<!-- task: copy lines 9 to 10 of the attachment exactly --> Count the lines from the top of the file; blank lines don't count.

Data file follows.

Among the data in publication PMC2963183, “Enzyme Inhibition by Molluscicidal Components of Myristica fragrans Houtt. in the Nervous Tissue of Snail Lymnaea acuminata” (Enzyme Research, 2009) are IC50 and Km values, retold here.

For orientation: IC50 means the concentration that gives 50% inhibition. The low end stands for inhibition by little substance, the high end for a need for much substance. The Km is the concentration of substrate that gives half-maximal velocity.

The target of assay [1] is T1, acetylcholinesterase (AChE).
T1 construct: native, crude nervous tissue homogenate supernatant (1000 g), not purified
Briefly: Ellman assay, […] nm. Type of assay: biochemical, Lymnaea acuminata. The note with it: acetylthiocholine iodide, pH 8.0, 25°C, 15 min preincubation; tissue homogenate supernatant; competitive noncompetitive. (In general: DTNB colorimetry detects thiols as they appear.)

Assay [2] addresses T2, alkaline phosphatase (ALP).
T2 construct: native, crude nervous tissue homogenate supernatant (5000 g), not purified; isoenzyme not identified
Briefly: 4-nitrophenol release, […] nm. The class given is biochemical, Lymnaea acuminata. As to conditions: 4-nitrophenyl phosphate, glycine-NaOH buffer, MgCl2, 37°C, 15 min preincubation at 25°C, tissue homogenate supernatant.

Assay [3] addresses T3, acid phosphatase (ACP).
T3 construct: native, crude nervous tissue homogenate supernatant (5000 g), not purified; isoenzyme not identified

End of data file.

Assay [3] addresses T3, acid phosphatase (ACP).
T3 construct: native, crude nervous tissue homogenate supernatant (5000 g), not purified; isoenzyme not identified